In the evaluation process, various types of techniques, structures, and questions were used to test the students’ knowledge of idioms. Each category of the idioms was evaluated according to whichever of the following ways suited them:
1. Asking learners to use given idioms in sentences for making their meanings clear.
2. Asking learners to supply meanings of given idioms.
3. Asking learners to explain idioms used in a specific context inside a given passage.
4. Asking learners to supply the keyword missing from the idiom used in a given Passage.
5 Asking learners to supply the most appropriate idiom from a list, in a blank left open inside an easily comprehensible passage.
6. Asking learners to match idioms from one column with their respective correct meanings in the other column.
The researcher tried to explore how, why, and in what sequence different types of animal idioms were retained more than those that were retained less, so as to know which categories of idioms are more apt for the EFL students to begin with and, among the different categories of idioms, which order learners should proceed in while mastering English idioms.
Analysis, Results, and Discussion
The following categories of English idioms were formed and placed in a sequence, on the basis of those including animals and leading to those that did not include animals.
The ensuing sequence of categories along with the analysis and explanation of each is as follows:
Idioms dealing with the typical behavior of common animals present in every culture with the help of “as….as…a…..” construction.
The category includes idioms like as busy as a beaver, as busy as a bee, as strong as an ox, as healthy as a horse, as slow as a snail, as proud as a peacock, as sly as a fox, as stubborn as a mule, as scared as a rabbit, as quiet as a mouse, happy as a flea in a doghouse, innocent as a lamb, as poor as a church mouse, as sick as a dog, as happy as a lark, etc.
There are idiomatic expressions made with the help of “as…as…a…” in which the animal is inherently and essentially related to the phenomenon described and the characteristic of animal mentioned is always very well-known and prominent. Therefore, besides enhancing the power of expression, they are difficult to forget and easy to reproduce in relevant contexts.
For making reference to a human quality or habit, different languages and cultures use idioms having animals considered to possess that quality. However, indifferent or even the same culture, idioms like as strong as a horse, and as strong as an ox different animals are mentioned as possessing the same quality. Sometimes the same animal may be considered to possess different qualities in the same culture e.g. idioms like, as meek as a lamb, as gentle as a lamb, and as innocent as a lamb, show three different qualities of a lamb.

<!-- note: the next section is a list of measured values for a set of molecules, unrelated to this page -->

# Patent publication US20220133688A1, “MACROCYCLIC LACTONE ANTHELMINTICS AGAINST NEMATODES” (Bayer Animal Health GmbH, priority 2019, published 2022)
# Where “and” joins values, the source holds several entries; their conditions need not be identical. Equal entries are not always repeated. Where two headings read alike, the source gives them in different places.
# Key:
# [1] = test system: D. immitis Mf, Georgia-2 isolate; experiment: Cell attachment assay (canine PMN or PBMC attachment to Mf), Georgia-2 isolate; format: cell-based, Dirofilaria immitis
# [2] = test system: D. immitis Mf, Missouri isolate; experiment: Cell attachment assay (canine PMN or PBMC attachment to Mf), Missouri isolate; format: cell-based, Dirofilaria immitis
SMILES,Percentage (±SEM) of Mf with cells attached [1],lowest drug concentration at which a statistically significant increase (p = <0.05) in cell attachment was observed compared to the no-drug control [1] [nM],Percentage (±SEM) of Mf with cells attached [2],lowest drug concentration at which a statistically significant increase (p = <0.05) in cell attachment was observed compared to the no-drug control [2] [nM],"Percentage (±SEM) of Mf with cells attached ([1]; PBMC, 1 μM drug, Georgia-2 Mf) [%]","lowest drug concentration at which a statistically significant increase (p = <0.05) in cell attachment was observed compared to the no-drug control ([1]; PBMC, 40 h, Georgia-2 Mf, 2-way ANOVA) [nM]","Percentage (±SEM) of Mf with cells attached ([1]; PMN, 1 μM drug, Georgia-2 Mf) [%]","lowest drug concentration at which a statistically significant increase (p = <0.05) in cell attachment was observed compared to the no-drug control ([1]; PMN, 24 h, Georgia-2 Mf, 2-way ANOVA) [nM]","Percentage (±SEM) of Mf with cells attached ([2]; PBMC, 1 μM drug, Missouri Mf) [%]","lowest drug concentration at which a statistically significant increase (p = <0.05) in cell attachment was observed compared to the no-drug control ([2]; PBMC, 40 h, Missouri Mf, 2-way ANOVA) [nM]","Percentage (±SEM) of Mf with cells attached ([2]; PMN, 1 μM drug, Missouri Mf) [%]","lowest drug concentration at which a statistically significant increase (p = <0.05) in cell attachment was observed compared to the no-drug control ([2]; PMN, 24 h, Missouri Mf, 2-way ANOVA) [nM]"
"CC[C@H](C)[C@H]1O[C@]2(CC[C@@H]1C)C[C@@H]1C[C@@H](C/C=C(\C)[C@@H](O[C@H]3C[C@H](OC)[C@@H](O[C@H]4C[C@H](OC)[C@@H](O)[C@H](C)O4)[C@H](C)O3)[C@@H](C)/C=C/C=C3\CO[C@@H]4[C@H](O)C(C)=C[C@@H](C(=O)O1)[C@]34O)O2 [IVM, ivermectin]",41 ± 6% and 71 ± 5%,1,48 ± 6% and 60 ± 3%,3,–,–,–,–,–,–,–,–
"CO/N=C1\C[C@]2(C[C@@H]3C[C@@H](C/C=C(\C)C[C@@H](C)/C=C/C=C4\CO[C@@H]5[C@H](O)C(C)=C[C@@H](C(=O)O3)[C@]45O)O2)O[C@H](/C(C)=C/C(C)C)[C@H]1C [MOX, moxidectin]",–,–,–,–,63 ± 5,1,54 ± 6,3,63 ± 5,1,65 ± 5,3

For evaluation, either the quality of the animal was supposed to be supplied in a blank. The reason for 94% correct responses was that a lot of the animals mentioned are widely known to possess certain qualities and behavior related to daily life. They possess pictorial qualities and are imaginable. Besides, their construction is very easy and does not involve any other intricacies of meaning and cultural connotations.
Idioms Dealing with the Typical Behavior of Common Animals Present in Every Culture and having nearly Equivalent and Prominent Idioms in the Learner’s Language.
The category includes idioms like run with the hare and hunt with the hounds, don't count your chickens before they hatch, snake in the grass, paper tiger, a little bird told me, cry wolf, tail between one’s legs, casting pearls before swine, neither fish nor fowl, turn tail, why buy a cow when you can get milk for free? etc.
Correct responses were 89% because the idioms contained well-known animals of known behavior. Besides, possessing the qualities of concreteness, commonness, universality, picturesqueness, and imagery, a type of reinforcement to the learning and remembering of these idioms was provided by the availability of almost similar type of idioms in the L1 of the learner e.g the idiom, ‘snake in the grass’ has almost similar idioms with even the same animal in Pashto, the first author’s mother tongue, i.e. “da nashtonee maar” and in Urdu, his national language i.e. “aasteen ka saamp” both meaning ‘a snake in the sleeve’.
For deciphering culturally novel idioms from another culture and language, learners use knowledge of their own culture and native language. They are relatively easier because of the similar prominent idioms from native language help in guessing the meaning. They offer a fresh way of understanding the same idea and are accompanied by curiosity, enjoyment and fun.
Idioms Dealing with the Typical Qualities and Behavior of Common Animals Present in Every Culture